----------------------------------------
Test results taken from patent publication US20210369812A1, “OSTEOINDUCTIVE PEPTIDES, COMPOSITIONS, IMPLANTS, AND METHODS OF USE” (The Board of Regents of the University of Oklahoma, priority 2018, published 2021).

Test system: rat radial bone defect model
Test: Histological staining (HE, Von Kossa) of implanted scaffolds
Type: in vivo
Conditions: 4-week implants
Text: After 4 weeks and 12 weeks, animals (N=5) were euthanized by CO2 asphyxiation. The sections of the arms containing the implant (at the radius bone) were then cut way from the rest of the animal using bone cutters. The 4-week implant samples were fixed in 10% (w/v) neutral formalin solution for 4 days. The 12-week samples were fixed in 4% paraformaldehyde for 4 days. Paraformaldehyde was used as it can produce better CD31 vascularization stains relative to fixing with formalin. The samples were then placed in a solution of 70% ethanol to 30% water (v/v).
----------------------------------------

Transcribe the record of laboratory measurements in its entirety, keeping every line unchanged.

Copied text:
Test results taken from patent publication US20210369812A1, “OSTEOINDUCTIVE PEPTIDES, COMPOSITIONS, IMPLANTS, AND METHODS OF USE” (The Board of Regents of the University of Oklahoma, priority 2018, published 2021).

Test system: rat radial bone defect model
Test: Histological staining (HE, Von Kossa) of implanted scaffolds
Type: in vivo
Conditions: 4-week implants
Text: After 4 weeks and 12 weeks, animals (N=5) were euthanized by CO2 asphyxiation. The sections of the arms containing the implant (at the radius bone) were then cut way from the rest of the animal using bone cutters. The 4-week implant samples were fixed in 10% (w/v) neutral formalin solution for 4 days. The 12-week samples were fixed in 4% paraformaldehyde for 4 days. Paraformaldehyde was used as it can produce better CD31 vascularization stains relative to fixing with formalin. The samples were then placed in a solution of 70% ethanol to 30% water (v/v).